We're a better football team than we ever have been, no doubt about it, just from a talent standpoint. And a lot of it is the same talent we had last year. It's the guys maturing in the locker room, the young guys on defense, guys like Thomas DeCoud, William Moore, the D-linemen. They're hitting their strides. That's when you should come around as a player, usually in years three, four and five. Especially with quarterbacks. Matt (Ryan) has always been great, but he's playing out of his mind. I think he's maturing, just starting to figure out how this game really works and he's really, really comfortable in this offense.
As you know, the Eagles changed defensive coordinators last week. Do you expect them to do much differently under Todd Bowles than what they did under Juan Castillo?
I don't see how they could change too much, but at the same time one thing I've heard out of Philly is that they're going to be a little bit more unpredictable. We've seen their packages. They can't change that in (a few) days. That would be very tough. We just have to be prepared for their tendencies that we've studied on film. That's up to (offensive coordinator) Dirk (Koetter); he has to put us in the right positions. As a tight end, I've got to go out there and do what the play calls for, and we have to execute.
What's your secret for playing as long and successfully as you have?
(Laughs) That's a long answer as far as I'm concerned. It goes back to hard work; there's no substitution for it. I've been lucky, too -- there's no doubt about it -- to be able to avoid serious injuries. But I make it a point to do more than what's asked of me. I think that's what has helped me stick around [and play] at a high level. I go out before practice, make catches after practice. I'm in the weight room every day. We're only supposed to be in there twice a week, but I'll go in there five days a week. I do stretching, lifting, whatever I need to do to make sure that on Sunday I'm ready to play. Nutrition is a big part of it, too. It's a whole bunch of things. It's never just one secret bullet.
You said during training camp that you were 95 percent sure this would be your last season. Has that changed?
Not at all. It won't change until the end of the season, and then I'll evaluate it. But I don't anticipate it changing at all. It's now or never as far as I'm concerned, and enjoy the moment. I've loving it and having a great time doing it.
Above and beyond the records you have set, how do you think you changed the tight end position in the NFL?
When people saw me when I started doing my thing, creating matchups, players have done it before. I love old tight ends: John Mackey, Mike Ditka, Ozzie Newsome, Kellen Winslow, Shannon Sharpe. I'm not the first one to show that there are matchups out there, but I guess maybe with my basketball background, because I played basketball in college, people get a kick out of that and think it had a lot to do with my success. But I think you saw where you could line them up not only at the tight end position, but (also) at the "X," the "Z" and put them all over the field and create those matchups. It's become somewhat of a glamour position now. It's a fun position to play, and you can get the ball a lot.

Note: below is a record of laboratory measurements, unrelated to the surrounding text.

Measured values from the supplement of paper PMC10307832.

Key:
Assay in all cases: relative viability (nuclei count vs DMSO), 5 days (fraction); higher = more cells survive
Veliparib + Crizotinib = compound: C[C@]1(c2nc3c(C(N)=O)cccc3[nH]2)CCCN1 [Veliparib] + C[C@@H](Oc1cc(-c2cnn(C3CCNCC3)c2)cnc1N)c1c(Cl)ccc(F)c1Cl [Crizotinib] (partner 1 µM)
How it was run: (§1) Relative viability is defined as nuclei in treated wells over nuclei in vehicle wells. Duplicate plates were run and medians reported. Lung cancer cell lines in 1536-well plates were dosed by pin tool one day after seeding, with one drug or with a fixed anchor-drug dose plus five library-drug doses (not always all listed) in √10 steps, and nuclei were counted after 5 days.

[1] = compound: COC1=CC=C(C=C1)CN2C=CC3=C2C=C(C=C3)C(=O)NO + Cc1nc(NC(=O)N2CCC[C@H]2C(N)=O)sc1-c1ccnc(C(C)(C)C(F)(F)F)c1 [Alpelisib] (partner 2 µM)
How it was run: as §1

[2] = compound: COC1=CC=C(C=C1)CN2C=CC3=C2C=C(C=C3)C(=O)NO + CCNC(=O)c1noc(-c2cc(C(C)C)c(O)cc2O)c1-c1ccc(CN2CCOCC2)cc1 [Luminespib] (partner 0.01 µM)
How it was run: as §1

Among the young tight ends in the game today, who do you admire most?
I like 'em all -- and I steal from them all. Whatever they do, I'm trying to take some of it and make it even better. The guy I really like, who has my body type and background, is Jimmy Graham (of the Saints). I love what he's done.
What advice would you give to young players about how to have a long and successful career in the NFL?
Never be content. Always keep evolving your workouts. Build up a routine and stick to it every single day. I have a routine where I catch at least a hundred balls a day, sometimes 150 or 200, and I do that every day without fail. Develop a routine that is going to make you successful. You can't do only what's expected of you and think you're going to be better than somebody else. You have to go above and beyond. You should never get bored. You should keep tweaking it and trying to evolve and be the best player you can be. I don't care how many catches you have or how many touchdowns you have in one season. If you get content, that's where you start to slow down and fall back. That's been my motto ever since I've been in the league.
When it comes to dynamic duos in the passing game, the Falcons feature a good one in Roddy White and Julio Jones. Since the start of the 2011 season, those two receivers have combined for 24 touchdown receptions. Here's how they stack up against other pass-catching pairs over the last two seasons.
|*Tight end. (Stats provided by the Falcons)|
Like most NFL games, this one should hinge on the performance of the quarterbacks. Although Ryan has been outstanding this season, his career record against Philadelphia is 1-3, including two losses at Lincoln Financial Field. It will be interesting to see what Bowles has cooked up for Ryan in his first game as the Eagles defensive coordinator.
Eagles quarterback Michael Vick, the guy Ryan replaced in Atlanta, has struggled all season with ball security. He has thrown eight interceptions and fumbled five times, leaving many fans wondering how long Reid will wait before he pulls Vick and turns to rookie Nick Foles.
Although Reid's M.O. is a heavy dose of passing, he might be wise to have Vick hand the ball off to LeSean McCoy often on Sunday. The Falcons are allowing 143.8 rushing yards per game (28th in the league).
"We have to make sure we get him going. He's a big part of our offense," Vick told Atlanta reporters in a conference call. "I think we're going to have to run the football and be able to create different looks from the defense."
Given my dismal performance in recent weeks, I've got nothing to lose by playing a hunch. So I'm predicting that Atlanta's perfect season ends Sunday afternoon.
Eagles 23, Falcons 20
Last week: Patriots 34, Jets 20
Season record: 4-3